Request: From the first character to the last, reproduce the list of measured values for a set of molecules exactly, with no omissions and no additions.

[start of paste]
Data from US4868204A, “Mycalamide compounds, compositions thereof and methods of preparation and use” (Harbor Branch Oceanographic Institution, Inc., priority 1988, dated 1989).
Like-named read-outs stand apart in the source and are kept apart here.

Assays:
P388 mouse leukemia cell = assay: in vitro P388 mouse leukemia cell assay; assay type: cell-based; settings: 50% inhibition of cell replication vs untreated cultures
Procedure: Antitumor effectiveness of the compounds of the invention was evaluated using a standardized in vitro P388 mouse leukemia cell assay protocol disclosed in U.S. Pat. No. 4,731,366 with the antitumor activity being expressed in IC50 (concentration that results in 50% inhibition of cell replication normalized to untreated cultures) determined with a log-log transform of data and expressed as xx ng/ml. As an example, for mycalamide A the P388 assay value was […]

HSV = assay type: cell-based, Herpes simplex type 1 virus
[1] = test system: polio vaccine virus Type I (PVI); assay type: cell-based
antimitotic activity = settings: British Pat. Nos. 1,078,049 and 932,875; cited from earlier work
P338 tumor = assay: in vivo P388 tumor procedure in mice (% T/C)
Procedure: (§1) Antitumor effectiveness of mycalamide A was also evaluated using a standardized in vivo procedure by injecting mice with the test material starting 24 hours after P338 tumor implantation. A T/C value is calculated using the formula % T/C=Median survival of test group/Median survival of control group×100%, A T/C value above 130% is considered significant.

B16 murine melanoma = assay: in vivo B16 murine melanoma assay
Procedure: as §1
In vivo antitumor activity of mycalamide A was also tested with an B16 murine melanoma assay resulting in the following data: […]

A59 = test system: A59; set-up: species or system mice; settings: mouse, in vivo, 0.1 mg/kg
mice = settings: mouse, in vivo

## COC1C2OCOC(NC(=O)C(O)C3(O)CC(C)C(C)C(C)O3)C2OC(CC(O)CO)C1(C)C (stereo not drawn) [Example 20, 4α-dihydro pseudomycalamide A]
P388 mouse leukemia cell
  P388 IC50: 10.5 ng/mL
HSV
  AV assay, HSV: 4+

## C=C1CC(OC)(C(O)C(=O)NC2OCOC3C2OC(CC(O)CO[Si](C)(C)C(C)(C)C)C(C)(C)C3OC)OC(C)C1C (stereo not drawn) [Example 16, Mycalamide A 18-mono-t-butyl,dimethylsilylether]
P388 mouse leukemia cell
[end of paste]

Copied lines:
Data from US4868204A, “Mycalamide compounds, compositions thereof and methods of preparation and use” (Harbor Branch Oceanographic Institution, Inc., priority 1988, dated 1989).
Like-named read-outs stand apart in the source and are kept apart here.

Assays:
P388 mouse leukemia cell = assay: in vitro P388 mouse leukemia cell assay; assay type: cell-based; settings: 50% inhibition of cell replication vs untreated cultures
Procedure: Antitumor effectiveness of the compounds of the invention was evaluated using a standardized in vitro P388 mouse leukemia cell assay protocol disclosed in U.S. Pat. No. 4,731,366 with the antitumor activity being expressed in IC50 (concentration that results in 50% inhibition of cell replication normalized to untreated cultures) determined with a log-log transform of data and expressed as xx ng/ml. As an example, for mycalamide A the P388 assay value was […]

HSV = assay type: cell-based, Herpes simplex type 1 virus
[1] = test system: polio vaccine virus Type I (PVI); assay type: cell-based
antimitotic activity = settings: British Pat. Nos. 1,078,049 and 932,875; cited from earlier work
P338 tumor = assay: in vivo P388 tumor procedure in mice (% T/C)
Procedure: (§1) Antitumor effectiveness of mycalamide A was also evaluated using a standardized in vivo procedure by injecting mice with the test material starting 24 hours after P338 tumor implantation. A T/C value is calculated using the formula % T/C=Median survival of test group/Median survival of control group×100%, A T/C value above 130% is considered significant.

B16 murine melanoma = assay: in vivo B16 murine melanoma assay
Procedure: as §1
In vivo antitumor activity of mycalamide A was also tested with an B16 murine melanoma assay resulting in the following data: […]

A59 = test system: A59; set-up: species or system mice; settings: mouse, in vivo, 0.1 mg/kg
mice = settings: mouse, in vivo

## COC1C2OCOC(NC(=O)C(O)C3(O)CC(C)C(C)C(C)O3)C2OC(CC(O)CO)C1(C)C (stereo not drawn) [Example 20, 4α-dihydro pseudomycalamide A]
P388 mouse leukemia cell
  P388 IC50: 10.5 ng/mL
HSV
  AV assay, HSV: 4+

## C=C1CC(OC)(C(O)C(=O)NC2OCOC3C2OC(CC(O)CO[Si](C)(C)C(C)(C)C)C(C)(C)C3OC)OC(C)C1C (stereo not drawn) [Example 16, Mycalamide A 18-mono-t-butyl,dimethylsilylether]
P388 mouse leukemia cell